Restore, replenish, revitalise and regenerate by mobilising its innate ability to repair and maintain itself
The antioxidant benefits of rooibos tea have been well established by research conducted through the Agricultural Research Council at Stellenbosch University. Rooibos tea’s antioxidants help prevent the damage to the skin and other body tissues that occurs with the natural ageing process. Rooibos tea has even been shown to reduce the risk of skin cancer caused by the damaging effects of UV sunlight exposure, which are also well known to accelerate skin ageing.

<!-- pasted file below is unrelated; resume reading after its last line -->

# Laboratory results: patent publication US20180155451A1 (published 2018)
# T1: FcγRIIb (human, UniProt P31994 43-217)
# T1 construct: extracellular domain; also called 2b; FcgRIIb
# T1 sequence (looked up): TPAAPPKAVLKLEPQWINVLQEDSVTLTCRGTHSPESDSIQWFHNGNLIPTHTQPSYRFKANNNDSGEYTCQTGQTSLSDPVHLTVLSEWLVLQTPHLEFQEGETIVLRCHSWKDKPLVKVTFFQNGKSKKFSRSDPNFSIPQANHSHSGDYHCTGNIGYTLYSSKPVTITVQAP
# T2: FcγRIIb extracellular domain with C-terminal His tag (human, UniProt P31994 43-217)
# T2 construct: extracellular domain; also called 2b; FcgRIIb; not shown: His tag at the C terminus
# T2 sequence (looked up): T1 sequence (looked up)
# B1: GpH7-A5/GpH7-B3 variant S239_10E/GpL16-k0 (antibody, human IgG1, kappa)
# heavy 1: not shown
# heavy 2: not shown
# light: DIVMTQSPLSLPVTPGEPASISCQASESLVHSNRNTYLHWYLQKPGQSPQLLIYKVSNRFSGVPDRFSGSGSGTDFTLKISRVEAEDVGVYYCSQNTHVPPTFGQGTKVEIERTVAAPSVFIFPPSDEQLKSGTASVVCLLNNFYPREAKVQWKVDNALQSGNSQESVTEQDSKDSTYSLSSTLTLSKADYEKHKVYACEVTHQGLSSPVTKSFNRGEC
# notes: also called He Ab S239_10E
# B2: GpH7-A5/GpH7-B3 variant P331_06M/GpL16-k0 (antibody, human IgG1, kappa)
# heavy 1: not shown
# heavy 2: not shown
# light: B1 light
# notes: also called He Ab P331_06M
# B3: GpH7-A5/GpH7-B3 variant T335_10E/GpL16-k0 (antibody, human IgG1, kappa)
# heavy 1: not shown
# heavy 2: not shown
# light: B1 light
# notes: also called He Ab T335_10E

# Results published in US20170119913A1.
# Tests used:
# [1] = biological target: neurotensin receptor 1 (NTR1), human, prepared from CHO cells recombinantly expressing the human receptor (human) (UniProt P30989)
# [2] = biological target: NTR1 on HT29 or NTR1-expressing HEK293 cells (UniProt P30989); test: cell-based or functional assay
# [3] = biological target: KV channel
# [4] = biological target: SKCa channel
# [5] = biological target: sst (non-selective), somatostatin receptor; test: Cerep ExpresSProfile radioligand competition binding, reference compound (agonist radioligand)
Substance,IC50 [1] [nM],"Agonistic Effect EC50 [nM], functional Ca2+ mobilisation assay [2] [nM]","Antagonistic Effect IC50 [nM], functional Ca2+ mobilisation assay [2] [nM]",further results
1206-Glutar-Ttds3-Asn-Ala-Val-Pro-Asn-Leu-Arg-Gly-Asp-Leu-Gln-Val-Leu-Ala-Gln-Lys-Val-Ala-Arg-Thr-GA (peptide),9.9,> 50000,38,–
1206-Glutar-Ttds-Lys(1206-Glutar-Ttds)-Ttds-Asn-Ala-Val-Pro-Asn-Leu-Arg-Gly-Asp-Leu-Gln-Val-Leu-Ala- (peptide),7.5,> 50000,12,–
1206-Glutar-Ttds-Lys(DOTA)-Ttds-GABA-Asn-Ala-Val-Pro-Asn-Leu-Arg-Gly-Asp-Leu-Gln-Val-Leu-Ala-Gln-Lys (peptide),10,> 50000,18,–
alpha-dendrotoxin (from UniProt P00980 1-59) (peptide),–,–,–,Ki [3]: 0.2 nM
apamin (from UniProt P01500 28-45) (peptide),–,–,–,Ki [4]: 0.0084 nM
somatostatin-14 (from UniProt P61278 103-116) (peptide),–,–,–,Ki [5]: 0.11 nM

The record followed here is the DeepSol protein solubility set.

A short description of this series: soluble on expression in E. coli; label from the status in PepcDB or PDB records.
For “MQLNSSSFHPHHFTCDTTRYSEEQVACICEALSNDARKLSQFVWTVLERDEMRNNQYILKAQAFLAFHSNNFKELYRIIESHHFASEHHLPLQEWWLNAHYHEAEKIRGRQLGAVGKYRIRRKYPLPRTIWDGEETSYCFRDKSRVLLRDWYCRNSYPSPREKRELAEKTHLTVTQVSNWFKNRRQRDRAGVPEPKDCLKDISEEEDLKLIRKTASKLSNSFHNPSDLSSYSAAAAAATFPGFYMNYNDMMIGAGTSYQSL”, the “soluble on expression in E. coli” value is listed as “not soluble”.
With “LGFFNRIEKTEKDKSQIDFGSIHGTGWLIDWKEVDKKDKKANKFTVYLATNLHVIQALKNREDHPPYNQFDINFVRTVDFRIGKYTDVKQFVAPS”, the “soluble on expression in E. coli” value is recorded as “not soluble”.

Most of the antioxidant and anti-ageing benefits were established through research on the fermented rooibos leaves commonly used for making tea. The focus now is on green or unfermented rooibos, since fermentation reduces the antioxidant content. Green rooibos tea is therefore believed to offer even greater benefits, and products now available include green rooibos tea extracts in skincare products and supplements.
Coenzyme Q10 is another potent antioxidant, very popular in the field of cosmeceuticals. It has been proven to reduce the visible fine lines of ageing on the skin, and is therefore another nutrient used in anti-ageing creams and supplements.
Vitamins C and E are two more antioxidant nutrients that have been shown to protect the skin, as they help fight against the harmful effects of free radicals from environmental factors such as pollution and the sun. Both topical application and supplemental intake of these nutrients are of benefit.